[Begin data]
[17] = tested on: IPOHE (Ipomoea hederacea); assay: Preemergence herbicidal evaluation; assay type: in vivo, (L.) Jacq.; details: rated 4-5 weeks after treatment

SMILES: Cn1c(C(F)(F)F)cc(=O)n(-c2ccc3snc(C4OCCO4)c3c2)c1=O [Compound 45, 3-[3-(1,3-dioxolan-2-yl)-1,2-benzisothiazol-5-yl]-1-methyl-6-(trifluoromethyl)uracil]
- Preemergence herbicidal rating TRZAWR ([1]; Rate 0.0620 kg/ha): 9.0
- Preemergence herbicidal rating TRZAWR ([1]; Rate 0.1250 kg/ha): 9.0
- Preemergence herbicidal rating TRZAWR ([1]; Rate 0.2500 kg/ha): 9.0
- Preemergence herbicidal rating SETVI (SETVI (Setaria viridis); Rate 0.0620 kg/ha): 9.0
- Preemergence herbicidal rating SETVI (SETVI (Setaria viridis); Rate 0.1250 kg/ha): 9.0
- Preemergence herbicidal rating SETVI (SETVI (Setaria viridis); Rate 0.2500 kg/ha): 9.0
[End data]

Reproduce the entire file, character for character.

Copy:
[17] = tested on: IPOHE (Ipomoea hederacea); assay: Preemergence herbicidal evaluation; assay type: in vivo, (L.) Jacq.; details: rated 4-5 weeks after treatment

SMILES: Cn1c(C(F)(F)F)cc(=O)n(-c2ccc3snc(C4OCCO4)c3c2)c1=O [Compound 45, 3-[3-(1,3-dioxolan-2-yl)-1,2-benzisothiazol-5-yl]-1-methyl-6-(trifluoromethyl)uracil]
- Preemergence herbicidal rating TRZAWR ([1]; Rate 0.0620 kg/ha): 9.0
- Preemergence herbicidal rating TRZAWR ([1]; Rate 0.1250 kg/ha): 9.0
- Preemergence herbicidal rating TRZAWR ([1]; Rate 0.2500 kg/ha): 9.0
- Preemergence herbicidal rating SETVI (SETVI (Setaria viridis); Rate 0.0620 kg/ha): 9.0
- Preemergence herbicidal rating SETVI (SETVI (Setaria viridis); Rate 0.1250 kg/ha): 9.0
- Preemergence herbicidal rating SETVI (SETVI (Setaria viridis); Rate 0.2500 kg/ha): 9.0